Eight Years Later: Bailey O’Brien Shares How She Beat Terminal Melanoma at CHIPSA

Bailey O’Brien was diagnosed with terminal melanoma when she was just 20 years old. Eight years later, she is alive and thriving with NO signs of cancer.

Her story began in 2007, just as she was embarking upon her first semester of college. She imagined battling late night study sessions, tough professors, and bad cafeteria food, but she didn’t imagine battling cancer.

But that’s the feat she was given. After discovering a strange mole on her head that was changing and growing, Bailey learned she had melanoma, an aggressive, dangerous type of skin cancer. So she took a medical leave of absence to undergo surgery and interferon treatments. Being only 18 years old at the time, her doctors were optimistic that her cancer would not come back.

Bailey returned to life as normal. She joined her university’s competitive swim team and was excelling in all areas of her college career.

But my bubble was burst,” she said.

In 2010, one of her regular check-up scans showed an area of concern. After getting a biopsy, Bailey was told that her melanoma had returned.

This time, Bailey’s treatments were more aggressive. She had another surgery, which was unfortunately unsuccessful. Her third surgery not only removed her tumor, but also the surrounding tissue, which sadly led to the loss of part of her ear. 

It was devastating,” she said.

Because Bailey’s cancer had already returned once, her doctors told her that there was an 80% chance that it would return again. They advised her to undergo radiation treatments, but gave her no guarantees that they would prevent recurrence.

“At this point, I knew I didn’t have a lot of time left,” Bailey said. “Not knowing for sure whether or not the radiation would help, I just decided to go for it in case it did.”

Two weeks after completing radiation, however, Bailey found a small lump underneath her chin. She had to leave a swim training trip in Hawaii to visit her oncologist in New York. The fine needle aspiration showed that the lump was, again, melanoma.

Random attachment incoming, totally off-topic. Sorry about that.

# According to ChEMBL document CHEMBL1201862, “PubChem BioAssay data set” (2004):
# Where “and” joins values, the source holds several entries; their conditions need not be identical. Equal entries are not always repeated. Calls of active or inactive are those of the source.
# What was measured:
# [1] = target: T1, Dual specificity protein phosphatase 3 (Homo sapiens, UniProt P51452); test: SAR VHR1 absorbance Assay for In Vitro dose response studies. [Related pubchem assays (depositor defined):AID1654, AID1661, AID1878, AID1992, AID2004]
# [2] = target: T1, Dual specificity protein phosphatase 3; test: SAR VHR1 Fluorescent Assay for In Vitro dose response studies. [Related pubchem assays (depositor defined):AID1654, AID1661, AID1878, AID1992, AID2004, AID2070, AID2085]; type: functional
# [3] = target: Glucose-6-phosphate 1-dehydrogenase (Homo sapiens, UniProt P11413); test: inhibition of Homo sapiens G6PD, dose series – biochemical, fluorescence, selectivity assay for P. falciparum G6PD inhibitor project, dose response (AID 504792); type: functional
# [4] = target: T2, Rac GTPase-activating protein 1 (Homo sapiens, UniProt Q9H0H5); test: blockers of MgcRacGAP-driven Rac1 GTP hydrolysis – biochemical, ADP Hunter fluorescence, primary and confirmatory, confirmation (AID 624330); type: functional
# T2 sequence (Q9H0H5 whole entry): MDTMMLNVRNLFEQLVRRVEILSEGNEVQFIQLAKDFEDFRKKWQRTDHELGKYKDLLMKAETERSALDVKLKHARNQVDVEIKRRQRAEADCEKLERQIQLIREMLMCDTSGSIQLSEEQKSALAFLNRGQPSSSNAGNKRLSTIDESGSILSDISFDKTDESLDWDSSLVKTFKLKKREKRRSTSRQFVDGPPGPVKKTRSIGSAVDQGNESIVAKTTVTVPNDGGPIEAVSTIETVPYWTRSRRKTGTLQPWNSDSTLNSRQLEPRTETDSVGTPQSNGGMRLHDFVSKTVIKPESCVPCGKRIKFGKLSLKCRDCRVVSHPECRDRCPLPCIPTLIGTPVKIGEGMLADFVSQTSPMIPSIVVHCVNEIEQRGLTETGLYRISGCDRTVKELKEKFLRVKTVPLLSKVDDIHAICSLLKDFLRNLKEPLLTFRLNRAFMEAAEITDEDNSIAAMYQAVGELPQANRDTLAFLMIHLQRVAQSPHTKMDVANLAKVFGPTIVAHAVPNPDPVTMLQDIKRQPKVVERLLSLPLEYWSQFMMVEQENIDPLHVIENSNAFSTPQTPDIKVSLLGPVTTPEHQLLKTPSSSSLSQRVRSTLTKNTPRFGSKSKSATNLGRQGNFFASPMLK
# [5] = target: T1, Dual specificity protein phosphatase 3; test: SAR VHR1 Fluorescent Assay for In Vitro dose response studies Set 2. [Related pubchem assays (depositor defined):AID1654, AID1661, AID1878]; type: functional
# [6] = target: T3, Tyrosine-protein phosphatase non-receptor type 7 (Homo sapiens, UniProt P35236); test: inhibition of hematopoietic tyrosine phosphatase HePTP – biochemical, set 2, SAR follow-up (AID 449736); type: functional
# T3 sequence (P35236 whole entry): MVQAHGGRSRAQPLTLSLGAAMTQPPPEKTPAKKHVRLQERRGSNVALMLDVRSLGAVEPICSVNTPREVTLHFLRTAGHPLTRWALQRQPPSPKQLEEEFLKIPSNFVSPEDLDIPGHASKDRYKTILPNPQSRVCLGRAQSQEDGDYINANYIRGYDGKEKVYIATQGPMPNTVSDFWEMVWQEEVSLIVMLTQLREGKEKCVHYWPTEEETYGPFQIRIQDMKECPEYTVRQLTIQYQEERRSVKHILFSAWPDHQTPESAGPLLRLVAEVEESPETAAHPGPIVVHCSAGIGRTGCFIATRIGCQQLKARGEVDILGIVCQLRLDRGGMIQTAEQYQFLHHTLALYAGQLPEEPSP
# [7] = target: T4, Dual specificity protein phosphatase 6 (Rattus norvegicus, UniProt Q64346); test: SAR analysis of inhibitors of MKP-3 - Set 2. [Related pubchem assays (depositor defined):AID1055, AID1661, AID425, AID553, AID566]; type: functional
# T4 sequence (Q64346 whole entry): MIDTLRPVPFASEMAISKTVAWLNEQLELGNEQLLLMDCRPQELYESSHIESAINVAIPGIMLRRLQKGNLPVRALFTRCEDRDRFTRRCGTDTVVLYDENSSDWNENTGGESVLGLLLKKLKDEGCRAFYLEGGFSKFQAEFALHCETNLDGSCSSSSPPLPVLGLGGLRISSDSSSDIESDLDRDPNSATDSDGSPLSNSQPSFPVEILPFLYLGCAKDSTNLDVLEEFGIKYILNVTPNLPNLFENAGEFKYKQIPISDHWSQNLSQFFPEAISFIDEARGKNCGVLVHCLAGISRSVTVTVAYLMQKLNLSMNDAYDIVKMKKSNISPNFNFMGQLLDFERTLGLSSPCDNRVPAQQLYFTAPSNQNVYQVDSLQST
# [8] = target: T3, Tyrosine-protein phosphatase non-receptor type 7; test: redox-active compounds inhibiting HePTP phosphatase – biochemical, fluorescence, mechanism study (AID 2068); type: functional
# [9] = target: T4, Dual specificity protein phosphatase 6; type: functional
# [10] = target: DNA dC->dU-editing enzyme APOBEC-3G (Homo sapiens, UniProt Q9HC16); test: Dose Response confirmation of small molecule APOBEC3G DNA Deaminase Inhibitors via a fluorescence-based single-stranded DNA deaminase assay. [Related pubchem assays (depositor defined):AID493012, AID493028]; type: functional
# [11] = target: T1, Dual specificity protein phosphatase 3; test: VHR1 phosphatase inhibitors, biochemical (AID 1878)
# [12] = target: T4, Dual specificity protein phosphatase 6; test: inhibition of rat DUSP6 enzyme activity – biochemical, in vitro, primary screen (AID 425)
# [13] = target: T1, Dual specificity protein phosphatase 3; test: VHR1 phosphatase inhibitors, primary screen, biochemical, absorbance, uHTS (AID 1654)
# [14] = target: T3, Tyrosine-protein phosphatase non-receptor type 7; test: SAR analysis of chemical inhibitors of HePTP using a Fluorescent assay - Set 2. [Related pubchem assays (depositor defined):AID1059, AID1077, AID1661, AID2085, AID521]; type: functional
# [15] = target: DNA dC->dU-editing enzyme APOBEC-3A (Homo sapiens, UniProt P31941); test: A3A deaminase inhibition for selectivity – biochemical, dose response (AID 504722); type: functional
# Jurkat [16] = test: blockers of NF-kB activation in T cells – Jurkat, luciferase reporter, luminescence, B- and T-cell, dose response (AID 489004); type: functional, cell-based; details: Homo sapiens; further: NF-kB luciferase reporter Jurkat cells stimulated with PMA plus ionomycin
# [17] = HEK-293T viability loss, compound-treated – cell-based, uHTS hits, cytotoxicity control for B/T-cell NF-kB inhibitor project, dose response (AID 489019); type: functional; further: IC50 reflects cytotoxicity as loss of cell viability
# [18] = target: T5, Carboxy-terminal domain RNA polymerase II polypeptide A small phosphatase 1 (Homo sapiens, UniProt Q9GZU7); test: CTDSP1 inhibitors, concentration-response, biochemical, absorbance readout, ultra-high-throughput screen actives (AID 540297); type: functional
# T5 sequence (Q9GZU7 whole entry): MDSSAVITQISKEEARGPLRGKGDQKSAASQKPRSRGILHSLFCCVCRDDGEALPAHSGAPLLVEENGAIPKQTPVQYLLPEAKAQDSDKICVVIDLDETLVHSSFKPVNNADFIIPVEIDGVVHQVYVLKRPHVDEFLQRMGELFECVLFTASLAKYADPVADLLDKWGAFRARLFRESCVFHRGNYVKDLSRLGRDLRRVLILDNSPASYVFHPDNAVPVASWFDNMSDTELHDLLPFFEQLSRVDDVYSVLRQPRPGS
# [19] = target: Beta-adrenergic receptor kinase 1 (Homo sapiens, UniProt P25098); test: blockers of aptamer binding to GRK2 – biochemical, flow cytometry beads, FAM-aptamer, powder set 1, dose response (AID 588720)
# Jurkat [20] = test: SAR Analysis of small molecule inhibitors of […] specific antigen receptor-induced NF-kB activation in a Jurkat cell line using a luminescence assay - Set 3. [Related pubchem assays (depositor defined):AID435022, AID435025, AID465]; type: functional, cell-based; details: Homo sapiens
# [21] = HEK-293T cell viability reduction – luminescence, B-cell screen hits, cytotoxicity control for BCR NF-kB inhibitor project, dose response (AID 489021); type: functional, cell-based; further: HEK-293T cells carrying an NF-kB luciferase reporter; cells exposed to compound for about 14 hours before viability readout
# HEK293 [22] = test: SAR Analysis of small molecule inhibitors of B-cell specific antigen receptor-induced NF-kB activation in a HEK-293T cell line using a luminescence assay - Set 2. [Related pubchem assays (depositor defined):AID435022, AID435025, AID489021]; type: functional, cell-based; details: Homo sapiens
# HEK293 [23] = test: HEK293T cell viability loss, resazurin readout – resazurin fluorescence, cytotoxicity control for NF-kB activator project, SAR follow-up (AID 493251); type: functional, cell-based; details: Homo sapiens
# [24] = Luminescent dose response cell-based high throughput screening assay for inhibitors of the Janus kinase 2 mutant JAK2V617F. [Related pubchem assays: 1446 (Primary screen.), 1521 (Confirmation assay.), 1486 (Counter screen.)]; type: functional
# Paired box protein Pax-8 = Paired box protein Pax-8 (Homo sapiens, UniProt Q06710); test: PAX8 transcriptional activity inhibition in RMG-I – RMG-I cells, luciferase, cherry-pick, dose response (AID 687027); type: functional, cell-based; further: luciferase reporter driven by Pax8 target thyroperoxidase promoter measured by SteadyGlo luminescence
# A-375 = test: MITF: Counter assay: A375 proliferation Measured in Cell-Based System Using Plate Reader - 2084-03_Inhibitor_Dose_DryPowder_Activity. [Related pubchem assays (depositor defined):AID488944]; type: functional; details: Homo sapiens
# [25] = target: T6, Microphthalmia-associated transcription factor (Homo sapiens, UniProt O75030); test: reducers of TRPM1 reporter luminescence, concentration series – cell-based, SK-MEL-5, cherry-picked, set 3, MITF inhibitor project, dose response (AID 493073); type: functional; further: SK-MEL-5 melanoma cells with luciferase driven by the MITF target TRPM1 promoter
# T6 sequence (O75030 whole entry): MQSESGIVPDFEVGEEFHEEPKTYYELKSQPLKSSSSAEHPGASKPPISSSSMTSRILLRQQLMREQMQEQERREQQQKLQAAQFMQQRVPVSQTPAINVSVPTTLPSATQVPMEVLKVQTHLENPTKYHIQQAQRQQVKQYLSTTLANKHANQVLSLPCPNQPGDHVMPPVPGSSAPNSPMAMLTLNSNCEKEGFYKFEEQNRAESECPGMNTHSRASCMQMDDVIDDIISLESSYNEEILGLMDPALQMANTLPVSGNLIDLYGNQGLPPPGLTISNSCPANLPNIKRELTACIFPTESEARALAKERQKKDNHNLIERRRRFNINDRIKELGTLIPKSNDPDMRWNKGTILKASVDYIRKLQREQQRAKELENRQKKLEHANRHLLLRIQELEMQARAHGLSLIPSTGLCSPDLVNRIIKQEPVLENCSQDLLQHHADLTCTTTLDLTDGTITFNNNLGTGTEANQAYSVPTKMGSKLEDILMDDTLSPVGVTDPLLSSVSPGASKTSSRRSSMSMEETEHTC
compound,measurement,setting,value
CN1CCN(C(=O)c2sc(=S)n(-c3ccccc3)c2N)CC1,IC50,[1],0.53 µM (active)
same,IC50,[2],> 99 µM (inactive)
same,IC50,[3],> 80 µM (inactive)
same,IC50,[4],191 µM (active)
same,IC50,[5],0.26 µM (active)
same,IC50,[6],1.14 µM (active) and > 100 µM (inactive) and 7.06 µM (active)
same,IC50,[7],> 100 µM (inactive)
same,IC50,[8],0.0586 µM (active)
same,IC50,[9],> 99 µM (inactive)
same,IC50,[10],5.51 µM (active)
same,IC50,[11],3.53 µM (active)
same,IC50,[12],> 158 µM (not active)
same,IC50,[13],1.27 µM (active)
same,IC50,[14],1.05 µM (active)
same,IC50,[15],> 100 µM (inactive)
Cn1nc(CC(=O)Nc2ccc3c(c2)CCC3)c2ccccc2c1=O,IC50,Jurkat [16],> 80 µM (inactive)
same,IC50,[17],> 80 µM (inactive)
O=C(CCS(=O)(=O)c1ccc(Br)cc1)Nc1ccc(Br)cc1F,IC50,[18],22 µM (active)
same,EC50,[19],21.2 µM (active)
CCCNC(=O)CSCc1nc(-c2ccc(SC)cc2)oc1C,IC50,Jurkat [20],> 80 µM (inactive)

At that point, I felt like I was just getting knocked down over and over again. I didn’t know how much I could continue going on.

But the news was only to get worse. Bailey went back to school while she waited for the results of her most recent scan. 

One day, Bailey’s mom and sister arrived at her college dorm and told her to sit down. She then told her that her scan not only confirmed the cancer under her chin, but also showed more tumors on her neck, lungs, and spine.

“That was one time in my cancer journey that I felt totally hopeless. I was sure I would die. I just tried to think of what I could do that might help me. But there was nothing. I was seeing doctors at Sloan Kettering and Dana Farber, two top oncology hospitals in the states, but they didn’t offer me hope for a cure.”

Bailey’s mom couldn’t accept that her daughter would die of cancer at just 20 years old. She had too much life left to live.

So she began to look for other options. With help from her friend who knew of some alternative methods, Bailey’s mother started heavily researching. They wanted to find something different that could support Bailey’s body and healing.

Their research uncovered a treatment called Coley’s toxins, a therapy that used to be mainstream in the United States. Seeing that the success rates for melanoma patients were pretty good, especially combined with Gerson therapy, Bailey’s mom felt like this could be their best shot.

That’s when the O’Briens discovered CHIPSA.